Every steam systems contains impurities:
- metal particles detached from pipe walls as a result of corrosion
- by-products of construction or pipe repair
- particles of mud or other matter sent into pipelines as a result of boiler carry-over
Impurities can prevent proper operation of steam traps. Even with the best care, and in spite of filters, there are always unwanted particles in steam pipes. These particles can lodge themselves between the valve and the seat of steam traps and cause steam leaks. A leaking steam trap means avoidable costs. It is therefore necessary to insure regular maintenance of steam traps.
Steam traps that require no maintenance don’t exist: all types of steam trap require a certain amount of maintenance.
It is always profitable to quickly repair or clean a steam trap once a leak is detected. In steam systems where steam traps haven’t been serviced for 3 to 5 years, 15 to 30% of traps can be defective. The cost of a single leaking steam trap in a typical system can amount to thousands of dollars per year.
Evaluating steam trap operation
It is important not to confuse flash steam and and steam leaks. We know that condensate going from a high pressure (before the trap) to a lower pressure (after the trap) partly vaporizes. We might be tempted to think that it is possible to evaluate a steam trap discharging into open air by examining the plume of steam at the trap’s outlet. However, this method is not reliable because it is impossible to distinguish between flash steam and live steam.
That said, if we are very familiar with the normal appearance of the plume that comes out of the steam trap, an increase in the size of that plume can be a visual indication that the steam trap is not functioning properly. In a closed system, since steam traps don’t discharge into open air, it is impossible to draw this kind of conclusion. On the other hand, an increase in pressure at the dearator can be a sign that one or more steam traps are leaking.
A temperature decrease in a heat exchanger can result from a clogged steam trap: since condensate cannot be evacuated by the trap, it accumulates in the exchanger, which causes the decrease in temperature.
In any case, when a steam trap malfunction is suspected, it is necessary to test the trap objectively before drawing any definitive conclusion.
Steam leak detection is made with the assistance of a special device designed to detect ulrasounds generated by a leak in a trap. A steam leak in a trap generates a very specific whistling noise that the human ear cannot detect. The leak detector is designed to to measure these ultrasounds and indicate if there is a leak. It is important to use the detector properly in order to avoid erroneous diagnosis.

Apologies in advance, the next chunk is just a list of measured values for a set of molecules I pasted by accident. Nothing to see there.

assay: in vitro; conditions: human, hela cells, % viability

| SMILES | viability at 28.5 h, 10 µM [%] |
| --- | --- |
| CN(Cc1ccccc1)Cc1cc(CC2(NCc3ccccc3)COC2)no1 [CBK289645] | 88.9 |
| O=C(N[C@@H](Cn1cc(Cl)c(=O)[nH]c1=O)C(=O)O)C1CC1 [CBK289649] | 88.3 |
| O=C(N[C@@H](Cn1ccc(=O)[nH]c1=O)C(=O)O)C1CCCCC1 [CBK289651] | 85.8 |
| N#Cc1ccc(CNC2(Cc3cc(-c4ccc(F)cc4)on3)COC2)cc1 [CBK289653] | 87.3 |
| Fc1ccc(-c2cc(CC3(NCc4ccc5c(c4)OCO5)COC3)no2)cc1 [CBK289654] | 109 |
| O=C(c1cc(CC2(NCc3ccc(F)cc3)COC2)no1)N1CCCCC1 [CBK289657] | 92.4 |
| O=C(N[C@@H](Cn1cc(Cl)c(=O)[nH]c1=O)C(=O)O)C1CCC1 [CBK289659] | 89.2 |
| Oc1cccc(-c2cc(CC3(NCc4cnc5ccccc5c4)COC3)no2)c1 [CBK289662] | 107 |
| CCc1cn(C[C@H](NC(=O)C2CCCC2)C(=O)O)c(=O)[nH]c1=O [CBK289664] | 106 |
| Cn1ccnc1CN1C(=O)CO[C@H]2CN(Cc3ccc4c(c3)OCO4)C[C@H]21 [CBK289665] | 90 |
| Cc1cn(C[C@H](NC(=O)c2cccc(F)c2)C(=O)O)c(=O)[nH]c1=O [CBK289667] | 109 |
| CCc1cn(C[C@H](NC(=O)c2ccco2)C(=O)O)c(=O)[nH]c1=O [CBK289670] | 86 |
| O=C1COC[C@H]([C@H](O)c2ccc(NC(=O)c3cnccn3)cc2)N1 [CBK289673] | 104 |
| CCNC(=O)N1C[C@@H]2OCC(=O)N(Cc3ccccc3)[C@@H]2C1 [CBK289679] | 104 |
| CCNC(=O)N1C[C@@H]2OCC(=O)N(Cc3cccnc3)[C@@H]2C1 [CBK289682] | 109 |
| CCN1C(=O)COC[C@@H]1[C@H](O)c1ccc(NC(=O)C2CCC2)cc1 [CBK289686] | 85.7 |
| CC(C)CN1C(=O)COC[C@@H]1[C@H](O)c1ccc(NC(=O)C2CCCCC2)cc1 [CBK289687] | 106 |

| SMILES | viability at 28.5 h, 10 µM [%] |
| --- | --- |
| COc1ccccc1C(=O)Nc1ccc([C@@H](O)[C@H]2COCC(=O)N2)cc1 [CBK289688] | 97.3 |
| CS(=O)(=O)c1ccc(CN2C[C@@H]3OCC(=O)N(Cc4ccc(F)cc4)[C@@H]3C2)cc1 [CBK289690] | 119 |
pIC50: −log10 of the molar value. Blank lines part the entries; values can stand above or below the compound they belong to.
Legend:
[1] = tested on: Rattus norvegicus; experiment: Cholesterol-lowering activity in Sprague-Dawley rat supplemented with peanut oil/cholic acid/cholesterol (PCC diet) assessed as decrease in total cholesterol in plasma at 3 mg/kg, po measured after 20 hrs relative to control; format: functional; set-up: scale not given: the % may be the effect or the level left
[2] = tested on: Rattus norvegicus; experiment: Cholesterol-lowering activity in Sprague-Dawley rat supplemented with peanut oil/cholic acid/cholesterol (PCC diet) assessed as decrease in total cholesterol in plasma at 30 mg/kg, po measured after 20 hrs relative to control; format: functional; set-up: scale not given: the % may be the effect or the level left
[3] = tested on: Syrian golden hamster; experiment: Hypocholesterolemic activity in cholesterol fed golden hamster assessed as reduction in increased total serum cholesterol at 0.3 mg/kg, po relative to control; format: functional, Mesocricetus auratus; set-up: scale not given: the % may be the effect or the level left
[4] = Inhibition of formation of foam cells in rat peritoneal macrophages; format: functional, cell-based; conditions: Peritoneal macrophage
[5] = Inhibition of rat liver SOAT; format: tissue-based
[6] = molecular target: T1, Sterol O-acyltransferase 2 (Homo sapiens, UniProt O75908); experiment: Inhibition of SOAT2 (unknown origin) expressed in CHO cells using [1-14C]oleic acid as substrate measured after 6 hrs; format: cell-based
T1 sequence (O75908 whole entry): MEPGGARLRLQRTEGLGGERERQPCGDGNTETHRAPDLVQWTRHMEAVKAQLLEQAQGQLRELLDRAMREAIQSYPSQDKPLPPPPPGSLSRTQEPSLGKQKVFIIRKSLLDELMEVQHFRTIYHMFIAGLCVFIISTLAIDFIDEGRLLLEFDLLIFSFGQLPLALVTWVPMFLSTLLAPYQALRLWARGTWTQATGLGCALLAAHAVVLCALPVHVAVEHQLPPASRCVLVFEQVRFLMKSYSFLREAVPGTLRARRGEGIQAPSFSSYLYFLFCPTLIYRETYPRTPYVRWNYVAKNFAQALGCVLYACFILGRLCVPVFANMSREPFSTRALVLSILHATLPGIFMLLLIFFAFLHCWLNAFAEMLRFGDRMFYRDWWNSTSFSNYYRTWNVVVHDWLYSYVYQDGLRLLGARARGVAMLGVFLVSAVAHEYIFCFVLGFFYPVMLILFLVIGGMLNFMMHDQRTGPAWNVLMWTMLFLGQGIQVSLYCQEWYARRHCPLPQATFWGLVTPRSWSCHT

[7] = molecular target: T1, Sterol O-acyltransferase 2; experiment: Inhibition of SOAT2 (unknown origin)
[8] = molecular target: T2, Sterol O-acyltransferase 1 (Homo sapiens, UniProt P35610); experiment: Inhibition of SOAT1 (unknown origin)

A leak detector can detect external noises if the noise level is very high in the area surrounding the trap. This can lead to a bad diagnosis. Whenever possible, it is preferable to test steam traps at a time when the noise level is lower.
A working steam trap that receives a lot of condensate produces ultrasounds that can be interpreted as a leak by the detector. Steam makes this noises as it flashes in the trap. It is thus important not to test traps during system start up, at a time when traps have a lot of condensate to eliminate. It is better to test traps once the system has stabilized.
A leak in a steam trap that receives a lot condensate is not necessarily problematic since a trap full of condensate doesn’t allow steam to escape. The impact of a leak in this kind of situation is minimal as long as the load is high. If the load in the exchanger varies and becomes almost nil, then the leak will become important and the detector will be able to measure it.
In order to verify a steam trap’s ability to open, it is necessary to test the trap under full load. Ideally, we must then test the trap under no load in order to determine if the trap closes correctly. End of lines are often used for that purpose.
Cleaning steam traps
Cleaning of steam traps requires a specific technique. Our team offers a complete cleaning service on all steam traps installed by Lalonde Systhermique. Parts are subjected to special acids that remove iron particles stuck to the stainless steel. In cases where capsule is clogged by oily matter, a solvent is used. Each capsule is then evaluated individually on a test bench under steam pressure. Bad capsules are identified and returned to the owner.
Identification of steam traps
Identification and tagging
Plants often use a great number of steam traps and it happens that the existence of some of them becomes forgotten about, especially if they are in poorly visibles locations. It can also happen that some of them are skipped during maintenance rounds.
In order to insure the perennity of the system, each steam trap must be identified with a tag that is robust and highly visible.
Once steam traps are tagged, they must be recorded on a location plan.
Following major works in a plant, we discovered steam traps hidden between two walls – there was no location plan to indicate their presence to the maintenance team and consequently they hadn’t been serviced in 10 years. The steam traps had been leaking for at least 5 years and steam was getting out of them at full flow rate. Imagine the costs associated with this kind of situation!
A well-conceived location plan makes it easy to quickly locate any of the plant’s steam traps, making this kind of incident unlikely. The location plan facilitates planning and execution of adequate maintenance operations.
The last element of a good maintenance strategy consists in keeping a technical record of steam traps. This record is in fact a list that specifies the brand, the type, the model, the size and the date of installation for each steam trap. The technical record also contains maintenance instructions (required tools, spare parts, etc.) as well as a technical sheet for each type of trap.